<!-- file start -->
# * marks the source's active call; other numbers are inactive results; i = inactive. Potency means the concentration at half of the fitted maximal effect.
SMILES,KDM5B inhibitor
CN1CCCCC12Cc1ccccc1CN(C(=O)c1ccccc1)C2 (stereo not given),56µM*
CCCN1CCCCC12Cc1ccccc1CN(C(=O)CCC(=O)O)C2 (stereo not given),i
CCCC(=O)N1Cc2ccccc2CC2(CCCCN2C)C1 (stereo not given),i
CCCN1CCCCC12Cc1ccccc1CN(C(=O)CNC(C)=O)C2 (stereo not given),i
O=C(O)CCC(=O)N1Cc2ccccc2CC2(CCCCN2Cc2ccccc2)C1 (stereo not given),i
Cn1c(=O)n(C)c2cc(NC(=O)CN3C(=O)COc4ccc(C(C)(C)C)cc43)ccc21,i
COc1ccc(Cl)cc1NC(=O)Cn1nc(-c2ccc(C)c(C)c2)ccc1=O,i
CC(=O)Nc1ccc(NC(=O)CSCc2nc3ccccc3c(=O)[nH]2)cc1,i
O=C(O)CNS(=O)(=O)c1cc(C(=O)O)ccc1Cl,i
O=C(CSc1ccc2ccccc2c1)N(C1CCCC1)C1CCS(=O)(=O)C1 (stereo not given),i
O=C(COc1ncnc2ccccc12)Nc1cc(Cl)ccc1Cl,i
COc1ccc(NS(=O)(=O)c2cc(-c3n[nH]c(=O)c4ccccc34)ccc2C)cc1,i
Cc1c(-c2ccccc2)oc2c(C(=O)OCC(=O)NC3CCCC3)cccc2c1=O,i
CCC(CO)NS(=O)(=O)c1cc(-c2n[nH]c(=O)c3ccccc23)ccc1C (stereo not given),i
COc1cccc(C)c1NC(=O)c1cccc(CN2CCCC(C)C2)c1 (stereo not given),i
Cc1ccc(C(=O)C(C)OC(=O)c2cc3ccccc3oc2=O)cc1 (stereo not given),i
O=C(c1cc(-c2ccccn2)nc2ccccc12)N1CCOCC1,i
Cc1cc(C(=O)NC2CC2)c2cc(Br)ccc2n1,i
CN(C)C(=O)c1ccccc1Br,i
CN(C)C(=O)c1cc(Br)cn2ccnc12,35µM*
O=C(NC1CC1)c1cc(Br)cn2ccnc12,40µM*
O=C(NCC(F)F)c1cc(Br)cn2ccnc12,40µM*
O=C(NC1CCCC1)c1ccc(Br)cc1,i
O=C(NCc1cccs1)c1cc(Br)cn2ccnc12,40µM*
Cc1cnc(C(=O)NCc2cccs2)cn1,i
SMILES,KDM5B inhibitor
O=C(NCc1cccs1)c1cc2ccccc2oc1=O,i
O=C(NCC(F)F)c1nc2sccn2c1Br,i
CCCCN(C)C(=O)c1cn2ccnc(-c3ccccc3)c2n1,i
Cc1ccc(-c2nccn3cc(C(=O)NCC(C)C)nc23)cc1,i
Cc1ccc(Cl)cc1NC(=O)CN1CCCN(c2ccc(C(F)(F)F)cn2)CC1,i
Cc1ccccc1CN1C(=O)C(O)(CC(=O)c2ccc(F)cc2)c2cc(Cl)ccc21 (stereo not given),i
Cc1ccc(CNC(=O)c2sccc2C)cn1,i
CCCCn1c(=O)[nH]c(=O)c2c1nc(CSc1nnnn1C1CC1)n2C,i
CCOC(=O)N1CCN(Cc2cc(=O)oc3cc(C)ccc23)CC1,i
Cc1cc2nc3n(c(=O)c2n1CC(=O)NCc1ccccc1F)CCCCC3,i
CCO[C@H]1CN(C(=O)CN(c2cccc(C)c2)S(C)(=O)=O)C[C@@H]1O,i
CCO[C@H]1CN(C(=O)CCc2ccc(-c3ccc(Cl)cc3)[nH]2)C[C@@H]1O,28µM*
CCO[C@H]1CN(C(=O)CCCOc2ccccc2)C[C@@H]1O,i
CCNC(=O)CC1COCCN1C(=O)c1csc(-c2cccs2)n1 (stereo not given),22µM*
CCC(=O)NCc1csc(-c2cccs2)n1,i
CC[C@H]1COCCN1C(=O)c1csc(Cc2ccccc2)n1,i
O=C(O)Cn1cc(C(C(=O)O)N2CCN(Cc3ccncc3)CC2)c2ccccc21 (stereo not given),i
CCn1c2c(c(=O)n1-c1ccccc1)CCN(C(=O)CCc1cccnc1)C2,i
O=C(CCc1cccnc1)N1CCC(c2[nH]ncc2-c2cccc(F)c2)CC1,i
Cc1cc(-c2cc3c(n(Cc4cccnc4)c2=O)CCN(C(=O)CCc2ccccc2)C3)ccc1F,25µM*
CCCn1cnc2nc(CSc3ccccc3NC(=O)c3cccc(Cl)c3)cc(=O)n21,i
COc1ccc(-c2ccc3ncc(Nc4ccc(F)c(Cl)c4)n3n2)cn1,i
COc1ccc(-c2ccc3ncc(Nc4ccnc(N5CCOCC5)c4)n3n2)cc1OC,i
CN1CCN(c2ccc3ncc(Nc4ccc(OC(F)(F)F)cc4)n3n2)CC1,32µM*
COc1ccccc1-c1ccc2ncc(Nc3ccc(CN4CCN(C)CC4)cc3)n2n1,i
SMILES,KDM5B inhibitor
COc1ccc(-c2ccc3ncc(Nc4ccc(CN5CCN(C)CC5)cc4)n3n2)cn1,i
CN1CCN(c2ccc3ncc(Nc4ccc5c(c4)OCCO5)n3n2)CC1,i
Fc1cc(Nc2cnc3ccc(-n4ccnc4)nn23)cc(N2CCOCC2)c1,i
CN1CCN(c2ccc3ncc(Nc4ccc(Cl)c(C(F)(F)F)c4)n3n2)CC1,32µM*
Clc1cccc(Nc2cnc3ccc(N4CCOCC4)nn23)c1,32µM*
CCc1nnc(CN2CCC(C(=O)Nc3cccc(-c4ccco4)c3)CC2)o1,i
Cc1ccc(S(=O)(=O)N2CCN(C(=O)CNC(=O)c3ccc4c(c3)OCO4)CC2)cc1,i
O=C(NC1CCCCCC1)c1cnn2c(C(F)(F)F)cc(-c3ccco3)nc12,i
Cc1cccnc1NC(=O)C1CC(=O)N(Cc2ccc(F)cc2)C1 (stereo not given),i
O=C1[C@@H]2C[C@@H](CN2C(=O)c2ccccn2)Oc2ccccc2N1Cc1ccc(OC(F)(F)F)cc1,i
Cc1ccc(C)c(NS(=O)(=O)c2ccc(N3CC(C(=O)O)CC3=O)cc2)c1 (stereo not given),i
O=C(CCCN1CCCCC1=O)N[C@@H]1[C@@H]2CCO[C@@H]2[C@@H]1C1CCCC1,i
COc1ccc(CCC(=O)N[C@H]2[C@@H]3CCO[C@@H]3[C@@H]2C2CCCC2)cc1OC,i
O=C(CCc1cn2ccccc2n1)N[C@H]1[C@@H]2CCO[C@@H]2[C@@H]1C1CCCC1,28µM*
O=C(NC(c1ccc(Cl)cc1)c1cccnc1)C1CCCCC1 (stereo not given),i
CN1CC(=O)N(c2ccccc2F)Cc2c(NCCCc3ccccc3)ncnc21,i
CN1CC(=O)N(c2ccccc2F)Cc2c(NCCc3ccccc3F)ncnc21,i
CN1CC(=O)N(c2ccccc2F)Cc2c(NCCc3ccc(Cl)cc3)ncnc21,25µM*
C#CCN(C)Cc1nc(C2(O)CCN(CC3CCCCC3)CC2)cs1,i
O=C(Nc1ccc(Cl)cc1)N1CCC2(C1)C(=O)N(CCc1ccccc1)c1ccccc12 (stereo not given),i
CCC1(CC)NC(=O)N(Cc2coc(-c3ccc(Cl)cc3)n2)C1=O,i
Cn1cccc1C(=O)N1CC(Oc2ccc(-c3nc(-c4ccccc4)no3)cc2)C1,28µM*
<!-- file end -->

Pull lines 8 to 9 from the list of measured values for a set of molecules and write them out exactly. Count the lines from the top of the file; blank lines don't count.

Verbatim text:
Cn1c(=O)n(C)c2cc(NC(=O)CN3C(=O)COc4ccc(C(C)(C)C)cc43)ccc21,i
COc1ccc(Cl)cc1NC(=O)Cn1nc(-c2ccc(C)c(C)c2)ccc1=O,i